Meta (formerly Facebook) might want to put on a VR headset and spend eternity in the metaverse because the company won’t want to show its face after a former Nintendo executive dressed the company down this weekend.
Former Nintendo of America COO and president Reggie Fils-Aimé took a moment at this year’s South by Southwest (SXSW) to rag on Meta and provide us with some not-so-favorable projections about where the company is heading. When asked about the tech giant, Fils-Aimé bluntly said it was “not an innovative company.”
“I don’t think that their current definition [of the metaverse] is going to be successful,” Fils-Aimé told Bloomberg reporter Emily Chang at SXSW. “You have to admit that Facebook itself is not an innovative company. They have either acquired really interesting things, like Oculus, like Instagram, or they’ve been a fast follower of other people’s ideas. Inherently, they are not an innovative company other than the very original social platform that was created many years ago.”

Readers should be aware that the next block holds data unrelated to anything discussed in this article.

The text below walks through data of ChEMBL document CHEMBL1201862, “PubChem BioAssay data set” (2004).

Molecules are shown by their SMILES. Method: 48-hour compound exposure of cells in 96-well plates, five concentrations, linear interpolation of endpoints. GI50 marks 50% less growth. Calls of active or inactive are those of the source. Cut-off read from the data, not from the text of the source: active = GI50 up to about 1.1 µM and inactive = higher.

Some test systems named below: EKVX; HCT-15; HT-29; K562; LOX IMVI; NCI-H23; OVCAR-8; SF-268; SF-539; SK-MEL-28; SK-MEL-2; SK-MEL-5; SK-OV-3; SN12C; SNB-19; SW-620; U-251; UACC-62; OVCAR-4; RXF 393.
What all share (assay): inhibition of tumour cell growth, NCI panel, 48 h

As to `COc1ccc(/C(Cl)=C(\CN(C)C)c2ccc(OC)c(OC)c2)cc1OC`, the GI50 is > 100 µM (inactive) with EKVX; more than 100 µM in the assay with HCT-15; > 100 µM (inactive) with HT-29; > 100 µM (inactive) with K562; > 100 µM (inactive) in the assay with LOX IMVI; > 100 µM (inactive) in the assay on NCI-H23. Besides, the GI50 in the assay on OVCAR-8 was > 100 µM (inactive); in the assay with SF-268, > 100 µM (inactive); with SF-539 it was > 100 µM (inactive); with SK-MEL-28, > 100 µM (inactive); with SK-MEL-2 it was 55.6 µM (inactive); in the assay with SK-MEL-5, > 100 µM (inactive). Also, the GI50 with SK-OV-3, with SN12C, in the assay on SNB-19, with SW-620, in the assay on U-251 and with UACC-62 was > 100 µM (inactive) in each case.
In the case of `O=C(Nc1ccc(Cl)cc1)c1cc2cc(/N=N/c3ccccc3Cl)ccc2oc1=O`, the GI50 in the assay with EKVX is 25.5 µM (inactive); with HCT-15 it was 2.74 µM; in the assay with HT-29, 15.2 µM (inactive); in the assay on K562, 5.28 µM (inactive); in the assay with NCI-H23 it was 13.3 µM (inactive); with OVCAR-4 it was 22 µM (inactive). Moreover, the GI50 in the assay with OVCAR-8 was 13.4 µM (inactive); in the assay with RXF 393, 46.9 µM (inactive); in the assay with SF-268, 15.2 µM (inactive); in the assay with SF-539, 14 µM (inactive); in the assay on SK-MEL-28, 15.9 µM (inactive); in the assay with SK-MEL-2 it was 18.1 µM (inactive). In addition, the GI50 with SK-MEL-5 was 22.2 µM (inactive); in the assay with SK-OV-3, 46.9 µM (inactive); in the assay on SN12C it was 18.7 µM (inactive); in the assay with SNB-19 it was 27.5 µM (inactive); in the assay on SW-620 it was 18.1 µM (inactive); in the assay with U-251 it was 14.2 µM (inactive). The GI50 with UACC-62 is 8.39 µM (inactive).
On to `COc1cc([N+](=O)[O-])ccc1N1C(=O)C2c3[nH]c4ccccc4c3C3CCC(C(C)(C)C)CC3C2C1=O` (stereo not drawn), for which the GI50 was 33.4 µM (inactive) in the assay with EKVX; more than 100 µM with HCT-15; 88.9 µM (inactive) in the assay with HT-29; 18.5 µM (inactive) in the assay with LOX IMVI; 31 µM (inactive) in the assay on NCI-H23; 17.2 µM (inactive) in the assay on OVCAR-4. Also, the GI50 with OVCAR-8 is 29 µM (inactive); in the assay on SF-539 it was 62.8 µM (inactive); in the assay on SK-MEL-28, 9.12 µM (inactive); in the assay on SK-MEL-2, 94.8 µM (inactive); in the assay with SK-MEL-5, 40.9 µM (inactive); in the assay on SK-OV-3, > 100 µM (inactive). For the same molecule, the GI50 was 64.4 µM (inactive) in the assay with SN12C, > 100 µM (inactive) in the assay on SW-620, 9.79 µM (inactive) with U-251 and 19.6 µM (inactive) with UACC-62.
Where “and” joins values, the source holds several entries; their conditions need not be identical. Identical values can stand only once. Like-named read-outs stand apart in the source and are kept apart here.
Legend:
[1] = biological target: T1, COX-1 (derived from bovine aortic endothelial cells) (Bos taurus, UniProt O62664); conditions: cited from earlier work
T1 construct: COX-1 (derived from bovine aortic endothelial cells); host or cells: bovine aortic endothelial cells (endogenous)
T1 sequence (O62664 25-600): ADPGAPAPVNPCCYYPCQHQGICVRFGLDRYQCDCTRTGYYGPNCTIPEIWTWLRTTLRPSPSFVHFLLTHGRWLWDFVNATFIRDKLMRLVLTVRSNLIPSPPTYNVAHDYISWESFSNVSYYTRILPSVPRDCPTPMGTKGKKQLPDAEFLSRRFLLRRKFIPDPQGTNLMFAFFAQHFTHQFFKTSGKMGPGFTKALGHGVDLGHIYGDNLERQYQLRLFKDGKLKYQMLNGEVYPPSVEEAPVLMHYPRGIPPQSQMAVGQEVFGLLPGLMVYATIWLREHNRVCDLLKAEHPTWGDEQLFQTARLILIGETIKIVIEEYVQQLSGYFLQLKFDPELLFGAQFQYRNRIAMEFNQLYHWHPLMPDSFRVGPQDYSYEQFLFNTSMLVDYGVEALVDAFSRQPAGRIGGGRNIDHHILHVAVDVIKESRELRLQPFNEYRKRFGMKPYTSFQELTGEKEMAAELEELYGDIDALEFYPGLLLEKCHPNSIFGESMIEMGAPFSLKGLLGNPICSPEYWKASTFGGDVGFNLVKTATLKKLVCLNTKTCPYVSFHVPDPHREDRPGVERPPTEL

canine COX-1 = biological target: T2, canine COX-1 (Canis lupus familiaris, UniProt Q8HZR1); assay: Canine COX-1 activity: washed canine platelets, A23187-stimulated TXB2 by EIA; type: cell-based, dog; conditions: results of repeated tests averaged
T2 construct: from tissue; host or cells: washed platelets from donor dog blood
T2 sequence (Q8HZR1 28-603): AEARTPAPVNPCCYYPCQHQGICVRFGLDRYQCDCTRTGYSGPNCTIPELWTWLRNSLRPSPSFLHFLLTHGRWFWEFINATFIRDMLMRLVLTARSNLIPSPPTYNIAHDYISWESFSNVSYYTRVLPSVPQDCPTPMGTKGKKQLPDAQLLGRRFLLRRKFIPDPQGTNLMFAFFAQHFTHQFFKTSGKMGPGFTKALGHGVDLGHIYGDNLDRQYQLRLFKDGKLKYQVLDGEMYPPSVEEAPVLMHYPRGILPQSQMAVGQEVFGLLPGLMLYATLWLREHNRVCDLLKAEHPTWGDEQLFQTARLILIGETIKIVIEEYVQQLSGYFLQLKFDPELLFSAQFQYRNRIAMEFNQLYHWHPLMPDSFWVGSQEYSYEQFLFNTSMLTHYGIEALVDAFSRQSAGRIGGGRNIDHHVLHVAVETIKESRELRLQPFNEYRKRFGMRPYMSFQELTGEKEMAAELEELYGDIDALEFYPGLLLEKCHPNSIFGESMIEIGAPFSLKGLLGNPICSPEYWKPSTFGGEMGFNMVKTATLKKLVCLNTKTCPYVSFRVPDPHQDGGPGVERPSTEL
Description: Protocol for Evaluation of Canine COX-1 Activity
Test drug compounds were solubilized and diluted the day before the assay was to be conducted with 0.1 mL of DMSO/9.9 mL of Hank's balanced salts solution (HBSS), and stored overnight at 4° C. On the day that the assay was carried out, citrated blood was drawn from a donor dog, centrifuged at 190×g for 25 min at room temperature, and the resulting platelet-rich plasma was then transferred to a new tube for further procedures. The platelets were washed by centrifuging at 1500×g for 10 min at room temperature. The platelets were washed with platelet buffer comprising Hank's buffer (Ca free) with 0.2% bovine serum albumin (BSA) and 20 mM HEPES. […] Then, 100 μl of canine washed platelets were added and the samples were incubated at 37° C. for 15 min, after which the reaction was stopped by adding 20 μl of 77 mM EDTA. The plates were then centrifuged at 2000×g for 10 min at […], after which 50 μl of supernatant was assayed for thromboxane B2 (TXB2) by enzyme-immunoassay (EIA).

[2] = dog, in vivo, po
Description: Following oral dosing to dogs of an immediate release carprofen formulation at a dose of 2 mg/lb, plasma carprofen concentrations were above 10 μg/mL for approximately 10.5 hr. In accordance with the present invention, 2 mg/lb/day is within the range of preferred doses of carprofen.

Oculus, purchased by Meta (formerly Facebook) in 2014, is the leading maker of virtual reality hardware, and its Quest 2 headset is widely considered the best product of its kind. Strong sales figures and glowing reviews are encouraging signs for Meta’s vision, but its rocky history with hardware launches makes Fils-Aimé doubt whether these early successes will continue as other competitors enter the market. He claims the Facebook Portal “wasn’t a big idea” and says the 20 million or so VR headsets sold to date would have been a good single-year sales figure during his time at Nintendo.
“The last number I saw was that, in total—and not just Oculus—in total, about 20 million VR devices have been sold,” he said. “When I was running Nintendo, that was a good year, one year, in terms of hardware sell-through.”
While the former Nintendo executive believes the metaverse will become a larger part of our lives—and says some elements already exist (citing Fortnite and Roblox)—Fils-Aimé doesn’t think Meta will be leading the way. He says that to be in order to be innovative, companies need to prioritize customers and bring fresh ideas into the marketplace, but that instead of doing so, Meta has put ad revenue above all else.
Fils-Aimé said he favors augmented reality over virtual reality when asked about what devices we’ll be using in the future. The ideal product, in his eyes, is a lightweight set of glasses that let you interact with a “digital experience,” something the former exec finds more compelling than a bulky VR headset.